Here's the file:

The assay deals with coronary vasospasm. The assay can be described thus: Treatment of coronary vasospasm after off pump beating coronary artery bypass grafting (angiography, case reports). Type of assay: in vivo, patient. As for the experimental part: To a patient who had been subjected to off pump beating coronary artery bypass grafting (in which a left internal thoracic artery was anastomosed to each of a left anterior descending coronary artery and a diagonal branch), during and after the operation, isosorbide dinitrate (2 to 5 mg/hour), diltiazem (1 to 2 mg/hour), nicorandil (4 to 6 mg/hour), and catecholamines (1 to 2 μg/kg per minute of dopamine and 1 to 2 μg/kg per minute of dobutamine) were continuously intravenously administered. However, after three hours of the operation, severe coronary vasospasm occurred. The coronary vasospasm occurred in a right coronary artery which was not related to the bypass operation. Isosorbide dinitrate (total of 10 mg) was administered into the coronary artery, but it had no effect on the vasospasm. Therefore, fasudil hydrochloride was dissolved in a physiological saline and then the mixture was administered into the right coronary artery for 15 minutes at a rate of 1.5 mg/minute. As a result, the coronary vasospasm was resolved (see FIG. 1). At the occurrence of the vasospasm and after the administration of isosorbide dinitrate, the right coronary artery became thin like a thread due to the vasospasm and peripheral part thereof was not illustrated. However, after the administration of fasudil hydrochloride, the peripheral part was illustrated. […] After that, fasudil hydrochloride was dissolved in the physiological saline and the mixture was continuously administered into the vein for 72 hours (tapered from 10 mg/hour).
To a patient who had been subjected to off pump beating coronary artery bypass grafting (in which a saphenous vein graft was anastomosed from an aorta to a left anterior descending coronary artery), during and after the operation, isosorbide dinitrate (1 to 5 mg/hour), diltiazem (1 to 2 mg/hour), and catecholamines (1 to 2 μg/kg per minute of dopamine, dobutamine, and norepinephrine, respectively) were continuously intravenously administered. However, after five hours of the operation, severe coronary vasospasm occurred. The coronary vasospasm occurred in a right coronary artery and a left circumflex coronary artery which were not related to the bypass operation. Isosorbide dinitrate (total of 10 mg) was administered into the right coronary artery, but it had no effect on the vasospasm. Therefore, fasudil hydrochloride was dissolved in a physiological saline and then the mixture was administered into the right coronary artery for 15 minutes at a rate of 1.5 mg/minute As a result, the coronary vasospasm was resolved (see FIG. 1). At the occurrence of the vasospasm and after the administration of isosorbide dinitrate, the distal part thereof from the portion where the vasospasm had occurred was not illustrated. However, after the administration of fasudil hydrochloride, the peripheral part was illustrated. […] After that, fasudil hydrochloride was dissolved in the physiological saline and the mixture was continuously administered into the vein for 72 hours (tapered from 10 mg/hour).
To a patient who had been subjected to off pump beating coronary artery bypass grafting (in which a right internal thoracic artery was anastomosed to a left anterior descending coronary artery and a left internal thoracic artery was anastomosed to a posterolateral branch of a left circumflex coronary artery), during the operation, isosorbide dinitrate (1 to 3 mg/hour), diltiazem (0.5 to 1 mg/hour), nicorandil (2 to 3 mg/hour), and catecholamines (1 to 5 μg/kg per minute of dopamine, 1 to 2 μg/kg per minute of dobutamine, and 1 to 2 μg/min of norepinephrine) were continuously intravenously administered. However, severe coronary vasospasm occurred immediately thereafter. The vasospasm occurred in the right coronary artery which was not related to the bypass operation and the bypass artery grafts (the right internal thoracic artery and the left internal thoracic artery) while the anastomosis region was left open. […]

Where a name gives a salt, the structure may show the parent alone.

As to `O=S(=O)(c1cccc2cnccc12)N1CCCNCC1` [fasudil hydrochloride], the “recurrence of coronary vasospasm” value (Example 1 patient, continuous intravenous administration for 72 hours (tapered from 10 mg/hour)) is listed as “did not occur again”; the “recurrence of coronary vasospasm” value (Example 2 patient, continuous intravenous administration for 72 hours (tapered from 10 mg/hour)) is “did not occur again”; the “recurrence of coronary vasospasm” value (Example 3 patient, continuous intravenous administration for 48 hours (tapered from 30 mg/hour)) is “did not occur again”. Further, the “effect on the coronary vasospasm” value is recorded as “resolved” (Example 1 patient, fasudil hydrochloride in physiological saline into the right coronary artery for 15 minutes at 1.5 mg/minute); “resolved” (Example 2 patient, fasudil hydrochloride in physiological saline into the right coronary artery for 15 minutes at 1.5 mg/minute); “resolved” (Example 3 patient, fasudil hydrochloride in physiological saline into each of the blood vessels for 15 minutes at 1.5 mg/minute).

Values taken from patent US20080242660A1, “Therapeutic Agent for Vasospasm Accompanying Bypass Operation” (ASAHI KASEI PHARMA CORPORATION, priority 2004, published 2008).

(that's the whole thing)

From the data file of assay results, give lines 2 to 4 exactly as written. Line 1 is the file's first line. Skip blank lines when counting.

To a patient who had been subjected to off pump beating coronary artery bypass grafting (in which a saphenous vein graft was anastomosed from an aorta to a left anterior descending coronary artery), during and after the operation, isosorbide dinitrate (1 to 5 mg/hour), diltiazem (1 to 2 mg/hour), and catecholamines (1 to 2 μg/kg per minute of dopamine, dobutamine, and norepinephrine, respectively) were continuously intravenously administered. However, after five hours of the operation, severe coronary vasospasm occurred. The coronary vasospasm occurred in a right coronary artery and a left circumflex coronary artery which were not related to the bypass operation. Isosorbide dinitrate (total of 10 mg) was administered into the right coronary artery, but it had no effect on the vasospasm. Therefore, fasudil hydrochloride was dissolved in a physiological saline and then the mixture was administered into the right coronary artery for 15 minutes at a rate of 1.5 mg/minute As a result, the coronary vasospasm was resolved (see FIG. 1). At the occurrence of the vasospasm and after the administration of isosorbide dinitrate, the distal part thereof from the portion where the vasospasm had occurred was not illustrated. However, after the administration of fasudil hydrochloride, the peripheral part was illustrated. […] After that, fasudil hydrochloride was dissolved in the physiological saline and the mixture was continuously administered into the vein for 72 hours (tapered from 10 mg/hour).
To a patient who had been subjected to off pump beating coronary artery bypass grafting (in which a right internal thoracic artery was anastomosed to a left anterior descending coronary artery and a left internal thoracic artery was anastomosed to a posterolateral branch of a left circumflex coronary artery), during the operation, isosorbide dinitrate (1 to 3 mg/hour), diltiazem (0.5 to 1 mg/hour), nicorandil (2 to 3 mg/hour), and catecholamines (1 to 5 μg/kg per minute of dopamine, 1 to 2 μg/kg per minute of dobutamine, and 1 to 2 μg/min of norepinephrine) were continuously intravenously administered. However, severe coronary vasospasm occurred immediately thereafter. The vasospasm occurred in the right coronary artery which was not related to the bypass operation and the bypass artery grafts (the right internal thoracic artery and the left internal thoracic artery) while the anastomosis region was left open. […]

Where a name gives a salt, the structure may show the parent alone.